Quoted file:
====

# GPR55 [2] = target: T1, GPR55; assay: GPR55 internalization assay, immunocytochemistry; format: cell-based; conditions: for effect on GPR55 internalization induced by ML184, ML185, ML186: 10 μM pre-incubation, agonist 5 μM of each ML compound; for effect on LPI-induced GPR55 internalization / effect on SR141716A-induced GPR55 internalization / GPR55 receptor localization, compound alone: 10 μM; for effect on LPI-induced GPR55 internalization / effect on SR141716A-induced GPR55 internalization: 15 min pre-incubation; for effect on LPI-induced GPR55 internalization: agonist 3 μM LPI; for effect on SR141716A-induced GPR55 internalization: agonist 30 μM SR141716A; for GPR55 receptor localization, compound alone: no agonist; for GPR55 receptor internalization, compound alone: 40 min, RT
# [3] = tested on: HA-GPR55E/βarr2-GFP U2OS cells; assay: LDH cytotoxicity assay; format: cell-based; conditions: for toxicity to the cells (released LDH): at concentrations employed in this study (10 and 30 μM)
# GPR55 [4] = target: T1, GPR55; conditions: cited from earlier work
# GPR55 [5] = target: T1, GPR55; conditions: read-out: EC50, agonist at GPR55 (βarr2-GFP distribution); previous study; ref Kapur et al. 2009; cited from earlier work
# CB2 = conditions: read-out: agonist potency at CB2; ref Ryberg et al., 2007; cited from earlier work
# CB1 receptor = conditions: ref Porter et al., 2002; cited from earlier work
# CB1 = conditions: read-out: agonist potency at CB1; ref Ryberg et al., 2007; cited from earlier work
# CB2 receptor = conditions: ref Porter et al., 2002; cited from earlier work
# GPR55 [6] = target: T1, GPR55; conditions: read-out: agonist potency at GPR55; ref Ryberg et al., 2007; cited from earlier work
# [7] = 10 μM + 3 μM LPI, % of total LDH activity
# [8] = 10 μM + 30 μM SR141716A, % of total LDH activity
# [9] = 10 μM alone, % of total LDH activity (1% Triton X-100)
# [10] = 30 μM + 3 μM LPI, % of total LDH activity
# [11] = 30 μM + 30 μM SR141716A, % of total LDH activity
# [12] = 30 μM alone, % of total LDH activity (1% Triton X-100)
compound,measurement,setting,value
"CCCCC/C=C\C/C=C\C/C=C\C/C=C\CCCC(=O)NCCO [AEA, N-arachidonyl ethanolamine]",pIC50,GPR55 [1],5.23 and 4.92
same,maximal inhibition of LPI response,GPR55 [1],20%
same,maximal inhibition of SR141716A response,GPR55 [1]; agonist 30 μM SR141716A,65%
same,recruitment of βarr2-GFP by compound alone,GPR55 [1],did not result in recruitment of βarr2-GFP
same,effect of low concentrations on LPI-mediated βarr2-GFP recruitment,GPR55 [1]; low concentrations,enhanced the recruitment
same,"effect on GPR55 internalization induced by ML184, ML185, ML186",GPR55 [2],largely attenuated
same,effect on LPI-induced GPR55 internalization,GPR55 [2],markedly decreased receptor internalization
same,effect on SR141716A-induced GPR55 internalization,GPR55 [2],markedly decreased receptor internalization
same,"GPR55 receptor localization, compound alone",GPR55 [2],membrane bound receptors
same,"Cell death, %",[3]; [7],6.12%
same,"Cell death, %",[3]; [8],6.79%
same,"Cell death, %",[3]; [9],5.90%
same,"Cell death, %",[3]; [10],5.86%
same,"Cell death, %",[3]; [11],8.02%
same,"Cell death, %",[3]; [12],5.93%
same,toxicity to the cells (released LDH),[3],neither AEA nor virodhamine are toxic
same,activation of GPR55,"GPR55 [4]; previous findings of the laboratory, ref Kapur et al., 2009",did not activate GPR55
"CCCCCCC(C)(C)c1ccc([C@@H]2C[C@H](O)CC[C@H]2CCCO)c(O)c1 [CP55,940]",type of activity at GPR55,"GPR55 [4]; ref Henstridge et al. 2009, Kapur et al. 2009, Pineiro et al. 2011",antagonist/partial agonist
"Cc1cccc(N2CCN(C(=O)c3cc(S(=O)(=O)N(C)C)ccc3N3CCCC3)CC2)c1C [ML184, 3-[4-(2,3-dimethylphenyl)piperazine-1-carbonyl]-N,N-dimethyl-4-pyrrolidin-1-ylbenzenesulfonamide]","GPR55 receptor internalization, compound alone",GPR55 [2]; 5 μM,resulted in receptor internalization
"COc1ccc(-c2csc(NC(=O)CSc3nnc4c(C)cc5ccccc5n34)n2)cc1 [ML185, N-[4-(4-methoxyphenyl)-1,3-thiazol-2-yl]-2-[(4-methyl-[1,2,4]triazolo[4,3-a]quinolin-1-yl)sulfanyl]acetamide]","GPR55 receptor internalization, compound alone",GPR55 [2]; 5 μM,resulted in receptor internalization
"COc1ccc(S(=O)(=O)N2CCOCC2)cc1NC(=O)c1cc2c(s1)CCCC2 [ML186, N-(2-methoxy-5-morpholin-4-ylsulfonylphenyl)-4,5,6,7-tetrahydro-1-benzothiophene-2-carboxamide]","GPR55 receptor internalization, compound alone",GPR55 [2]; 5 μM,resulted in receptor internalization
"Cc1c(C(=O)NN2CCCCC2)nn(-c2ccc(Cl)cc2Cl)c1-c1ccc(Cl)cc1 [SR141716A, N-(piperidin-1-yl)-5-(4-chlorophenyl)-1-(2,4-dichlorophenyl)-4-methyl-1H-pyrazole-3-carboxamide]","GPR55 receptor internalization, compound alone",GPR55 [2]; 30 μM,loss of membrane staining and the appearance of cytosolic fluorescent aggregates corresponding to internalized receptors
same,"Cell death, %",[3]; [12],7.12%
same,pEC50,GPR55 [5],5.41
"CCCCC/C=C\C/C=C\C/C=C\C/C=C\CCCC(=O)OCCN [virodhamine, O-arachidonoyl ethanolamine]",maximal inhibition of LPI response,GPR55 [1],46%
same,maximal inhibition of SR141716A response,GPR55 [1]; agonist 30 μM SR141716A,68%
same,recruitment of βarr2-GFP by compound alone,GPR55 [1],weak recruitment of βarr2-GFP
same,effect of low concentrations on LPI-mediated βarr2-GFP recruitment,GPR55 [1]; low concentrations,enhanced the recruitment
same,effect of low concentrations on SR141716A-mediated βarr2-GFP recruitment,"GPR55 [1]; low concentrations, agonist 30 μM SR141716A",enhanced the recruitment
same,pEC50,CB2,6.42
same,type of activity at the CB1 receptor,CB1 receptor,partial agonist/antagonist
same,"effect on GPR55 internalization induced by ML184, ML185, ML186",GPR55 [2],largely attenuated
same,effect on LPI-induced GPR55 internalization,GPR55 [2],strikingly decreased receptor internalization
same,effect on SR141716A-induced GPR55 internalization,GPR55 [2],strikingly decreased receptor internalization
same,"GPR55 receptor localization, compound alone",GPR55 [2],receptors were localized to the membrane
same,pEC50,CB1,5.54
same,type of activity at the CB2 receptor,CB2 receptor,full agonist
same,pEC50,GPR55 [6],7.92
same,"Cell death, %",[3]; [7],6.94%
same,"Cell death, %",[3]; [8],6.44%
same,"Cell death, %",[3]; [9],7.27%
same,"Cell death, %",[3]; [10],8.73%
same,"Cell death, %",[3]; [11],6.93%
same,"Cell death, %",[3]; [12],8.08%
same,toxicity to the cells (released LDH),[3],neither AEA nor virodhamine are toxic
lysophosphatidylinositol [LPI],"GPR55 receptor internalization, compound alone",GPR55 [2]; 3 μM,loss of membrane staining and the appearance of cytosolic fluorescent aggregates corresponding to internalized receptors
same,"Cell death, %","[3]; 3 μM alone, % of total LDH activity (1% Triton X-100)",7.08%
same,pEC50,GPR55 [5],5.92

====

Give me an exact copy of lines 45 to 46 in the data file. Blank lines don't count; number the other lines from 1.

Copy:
same,effect of low concentrations on SR141716A-mediated βarr2-GFP recruitment,"GPR55 [1]; low concentrations, agonist 30 μM SR141716A",enhanced the recruitment
same,pEC50,CB2,6.42